Our Friend Behn

File:Aphra Behn by Peter Lely R.jpg

“One hour of right-down love is worth an age of dully living on.” Aphra Behn

 

Aphra Behn was the first woman to make a living by writing in the English language.  As it is Women’s History Month, and this is a library blog, it’s only right that we salute the saucy and enigmatic mother of English writing.

Top Ten Reasons Why Aphra Behn Pretty Much Rules

  1. She was a spy!  Aphra’s early life is unknown, but we do know that she spent some years in her 20s as a spy for Charles II in Antwerp.  What a great way to inform your writing!  Another great way to inform your writing is to find yourself in debtors’ prison, because you paid your spy expenses out of pocket, on promise from the king that he would repay you.  The king never repaid Aphra, and indeed she was imprisoned.  Way to look out for a lady patriot, Charles II!
  2. She was practical!  Like many other notable women (consider J.K. Rowling),  Aphra Behn’s road to legendary status began by simply trying to pay her bills.  She started writing to dig herself out of debt.
  3. She remains mysterious! Little is known about Aphra Behn’s origins, and many details of her life are intriguingly uncertain.  Was she Catholic?  Yikes!  It’s no fun to be Catholic in Restoration England.  Did she live in Venezuela for a time?  Or did she just fake it so she could write Oroonoko?   We can’t know for sure.  It is also believed that she may have even faked a marriage, to earn herself some credibility.
  4. She was scandalous!  Madonna wasn’t the first female artist accused of lasciviousness.  This Restoration writer had to take jabs from her male contemporaries, but she didn’t let that stop her!  Alexander Pope wrote: “The stage how loosely does Astræea (Aprha’s pen name) tread/Who fairly puts all characters to bed.” Essentially, Pope called Ms. Behn a loose woman.
  5. She was open about sex! Despite such insults from Pope, Aphra Behn wrote poems, plays, and proto-novels that directly addressed sexuality from a women’s perspective.  For example,  in “The Disappointment,” she quite candidly describes a particular encounter that left much to be desired for the woman in question. 
  6. She was really open about sex! Behn even went beyond the hetero-normative norm. The poem, “To the Fair Clarinda,” is one such example, and the meaning  has been debated to death in academia.  Is it about lesbian love?  Gender-bending?  Decide for yourself.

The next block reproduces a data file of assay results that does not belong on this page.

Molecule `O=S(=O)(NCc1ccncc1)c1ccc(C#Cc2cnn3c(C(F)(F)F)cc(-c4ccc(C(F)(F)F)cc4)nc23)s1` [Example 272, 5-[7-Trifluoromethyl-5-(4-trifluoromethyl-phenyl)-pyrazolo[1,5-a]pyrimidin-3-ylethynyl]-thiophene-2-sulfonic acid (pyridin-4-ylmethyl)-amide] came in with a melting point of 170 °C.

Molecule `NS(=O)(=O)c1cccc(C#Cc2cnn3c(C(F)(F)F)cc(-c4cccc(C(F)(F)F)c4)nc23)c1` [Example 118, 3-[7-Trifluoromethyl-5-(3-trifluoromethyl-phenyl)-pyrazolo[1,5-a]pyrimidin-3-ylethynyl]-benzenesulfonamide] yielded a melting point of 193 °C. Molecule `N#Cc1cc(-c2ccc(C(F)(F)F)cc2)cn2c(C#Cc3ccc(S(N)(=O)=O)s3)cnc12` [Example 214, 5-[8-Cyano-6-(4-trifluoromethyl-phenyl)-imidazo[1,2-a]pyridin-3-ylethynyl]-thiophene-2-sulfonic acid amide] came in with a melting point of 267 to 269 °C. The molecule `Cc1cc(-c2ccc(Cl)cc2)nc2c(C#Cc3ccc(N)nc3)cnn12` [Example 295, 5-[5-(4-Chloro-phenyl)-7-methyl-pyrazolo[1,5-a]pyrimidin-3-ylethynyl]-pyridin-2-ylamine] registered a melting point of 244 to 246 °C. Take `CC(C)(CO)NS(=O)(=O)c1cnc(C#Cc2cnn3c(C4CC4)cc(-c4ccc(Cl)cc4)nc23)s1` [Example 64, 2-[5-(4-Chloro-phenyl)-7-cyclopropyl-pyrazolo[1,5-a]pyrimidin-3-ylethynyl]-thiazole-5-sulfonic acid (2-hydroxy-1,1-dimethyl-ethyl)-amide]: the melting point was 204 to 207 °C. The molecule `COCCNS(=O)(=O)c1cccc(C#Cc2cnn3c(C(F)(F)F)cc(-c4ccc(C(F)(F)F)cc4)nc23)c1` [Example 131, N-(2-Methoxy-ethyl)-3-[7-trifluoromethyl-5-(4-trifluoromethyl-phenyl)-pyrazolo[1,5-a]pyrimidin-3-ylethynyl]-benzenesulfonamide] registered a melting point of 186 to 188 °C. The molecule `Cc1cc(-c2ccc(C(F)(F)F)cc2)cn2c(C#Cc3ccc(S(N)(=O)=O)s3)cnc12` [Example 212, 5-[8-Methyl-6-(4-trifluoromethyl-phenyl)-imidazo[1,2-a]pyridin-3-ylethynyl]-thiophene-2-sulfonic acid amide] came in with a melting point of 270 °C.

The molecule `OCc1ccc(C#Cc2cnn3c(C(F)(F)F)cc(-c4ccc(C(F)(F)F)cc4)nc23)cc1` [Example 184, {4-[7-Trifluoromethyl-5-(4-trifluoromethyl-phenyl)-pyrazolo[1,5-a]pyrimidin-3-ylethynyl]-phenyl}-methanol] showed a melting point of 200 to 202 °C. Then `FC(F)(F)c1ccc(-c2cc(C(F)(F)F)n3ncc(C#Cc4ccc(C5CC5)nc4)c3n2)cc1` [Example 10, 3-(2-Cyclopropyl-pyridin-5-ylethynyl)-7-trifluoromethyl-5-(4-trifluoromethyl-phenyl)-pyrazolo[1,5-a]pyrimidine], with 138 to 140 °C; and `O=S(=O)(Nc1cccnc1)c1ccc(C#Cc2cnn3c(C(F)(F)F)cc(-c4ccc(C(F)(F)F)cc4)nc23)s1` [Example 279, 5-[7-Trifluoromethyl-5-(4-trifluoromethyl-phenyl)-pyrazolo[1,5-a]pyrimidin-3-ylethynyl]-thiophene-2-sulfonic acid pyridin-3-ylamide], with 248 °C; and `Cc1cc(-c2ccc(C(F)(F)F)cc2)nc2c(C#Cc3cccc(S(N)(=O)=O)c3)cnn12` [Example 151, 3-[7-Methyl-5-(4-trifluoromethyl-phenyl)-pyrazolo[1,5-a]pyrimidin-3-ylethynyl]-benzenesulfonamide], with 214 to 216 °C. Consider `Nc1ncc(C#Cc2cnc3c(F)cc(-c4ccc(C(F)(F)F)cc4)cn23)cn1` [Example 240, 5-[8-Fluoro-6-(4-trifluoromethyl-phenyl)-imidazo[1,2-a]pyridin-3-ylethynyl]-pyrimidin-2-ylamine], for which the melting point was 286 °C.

7. Other writers loved her too! Virginia Woolf extolled her virtues. “All women together ought to let flowers fall upon the tomb of Aphra Behn, which is, most scandalously but rather appropriately, in Westminster Abbey, for it was she who earned them the right to speak their minds” — Virigina Woolf, A Room of One’s Own.
  8. She was a comic!  You’re welcome, Tina Fey and Amy Poehler!  Aphra Behn was most successful when writing light comedies such as The Rover.  Her plays contained such zingers as :”patience is a flatterer, sir, and an ass, sir,” and “there is no sinner like a young saint.”
  9. Despite all the controversy in her life, she went and got herself a proper burial!  Aphra is buried in Westminster Abbey, with the epitaph: “Here lies proof that wit can never be defense enough against morality.”  Who wouldn’t want that on their gravestone?
  10. She was a woman who wrote women as complex beings.  When we talk about literature, or art, we often bemoan that fact that representations of women are incomplete.  Aphra Behn is proof that there are definitely (fun!) exceptions to this rule.

Happy Women’s History Month!

Holly

4 Comments

Filed under Uncategorized

4 responses to “Our Friend Behn

  1. lizzy

    Love this! Thanks for the history lesson.

  2. Thank you for the intro to Aphra! I think I’d have liked her…not afraid to be herself and speak her mind.

  3. That is fantastic! She sounds like quite the hoot to be around–just imagine what being her friend would have been like. The scandal!

  4. Reblogged this on Jennifer Sopko and commented:
    Aphra Behn is pretty awesome. I read her 1688 novel Oroonoko in my 18th Century Literature class at St. Vincent. It’s hard enough for anyone, male or female, to make a living writing in this day and age. I can’t imagine how hard it was for a woman in the seventeenth century to do so, especially one as pioneering, independent, challenging and thought-provoking as Behn certainly was!

Leave a Reply

Fill in your details below or click an icon to log in:

WordPress.com Logo

You are commenting using your WordPress.com account. Log Out / Change )

Twitter picture

You are commenting using your Twitter account. Log Out / Change )

Facebook photo

You are commenting using your Facebook account. Log Out / Change )

Google+ photo

You are commenting using your Google+ account. Log Out / Change )

Connecting to %s